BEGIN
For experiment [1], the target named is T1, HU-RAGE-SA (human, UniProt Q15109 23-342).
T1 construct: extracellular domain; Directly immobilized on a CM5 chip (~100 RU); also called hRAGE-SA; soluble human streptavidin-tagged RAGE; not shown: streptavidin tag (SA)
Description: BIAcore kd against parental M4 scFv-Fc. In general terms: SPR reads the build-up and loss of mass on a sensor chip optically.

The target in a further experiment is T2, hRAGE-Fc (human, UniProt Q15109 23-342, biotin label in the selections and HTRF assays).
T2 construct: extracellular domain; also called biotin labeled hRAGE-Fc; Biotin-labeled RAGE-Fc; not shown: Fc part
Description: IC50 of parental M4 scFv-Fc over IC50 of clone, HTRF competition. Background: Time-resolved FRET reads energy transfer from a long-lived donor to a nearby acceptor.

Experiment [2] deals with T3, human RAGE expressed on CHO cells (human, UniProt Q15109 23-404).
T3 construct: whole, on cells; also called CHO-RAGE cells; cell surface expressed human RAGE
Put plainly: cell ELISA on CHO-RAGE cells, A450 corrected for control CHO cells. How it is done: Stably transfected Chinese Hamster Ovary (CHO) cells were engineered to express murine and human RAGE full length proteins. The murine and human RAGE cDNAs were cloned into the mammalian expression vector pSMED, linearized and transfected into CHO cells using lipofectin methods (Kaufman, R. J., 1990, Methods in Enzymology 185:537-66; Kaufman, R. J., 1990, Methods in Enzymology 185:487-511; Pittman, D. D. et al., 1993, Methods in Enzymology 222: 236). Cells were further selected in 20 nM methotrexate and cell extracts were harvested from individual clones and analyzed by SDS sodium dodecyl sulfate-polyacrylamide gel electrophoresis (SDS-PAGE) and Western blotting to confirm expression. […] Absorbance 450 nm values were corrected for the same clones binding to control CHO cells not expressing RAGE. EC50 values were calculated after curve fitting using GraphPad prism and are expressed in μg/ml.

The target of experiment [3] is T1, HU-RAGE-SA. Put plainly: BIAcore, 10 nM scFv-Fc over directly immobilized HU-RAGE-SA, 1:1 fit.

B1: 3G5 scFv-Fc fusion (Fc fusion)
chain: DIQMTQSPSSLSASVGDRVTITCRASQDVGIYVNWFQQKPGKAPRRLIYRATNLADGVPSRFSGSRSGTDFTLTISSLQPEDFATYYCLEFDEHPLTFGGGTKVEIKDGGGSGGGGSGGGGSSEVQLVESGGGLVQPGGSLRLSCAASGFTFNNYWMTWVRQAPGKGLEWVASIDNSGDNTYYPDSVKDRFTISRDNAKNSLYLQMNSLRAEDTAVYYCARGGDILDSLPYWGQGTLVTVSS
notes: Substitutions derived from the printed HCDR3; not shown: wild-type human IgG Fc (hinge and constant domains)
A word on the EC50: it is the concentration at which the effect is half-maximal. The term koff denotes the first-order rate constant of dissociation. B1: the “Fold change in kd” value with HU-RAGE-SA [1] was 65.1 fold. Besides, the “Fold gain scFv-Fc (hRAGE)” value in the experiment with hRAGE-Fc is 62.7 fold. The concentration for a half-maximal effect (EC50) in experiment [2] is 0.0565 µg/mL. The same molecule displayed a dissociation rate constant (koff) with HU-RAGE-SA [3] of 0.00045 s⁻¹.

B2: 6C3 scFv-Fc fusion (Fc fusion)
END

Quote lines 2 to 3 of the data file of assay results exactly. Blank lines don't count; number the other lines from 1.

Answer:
T1 construct: extracellular domain; Directly immobilized on a CM5 chip (~100 RU); also called hRAGE-SA; soluble human streptavidin-tagged RAGE; not shown: streptavidin tag (SA)
Description: BIAcore kd against parental M4 scFv-Fc. In general terms: SPR reads the build-up and loss of mass on a sensor chip optically.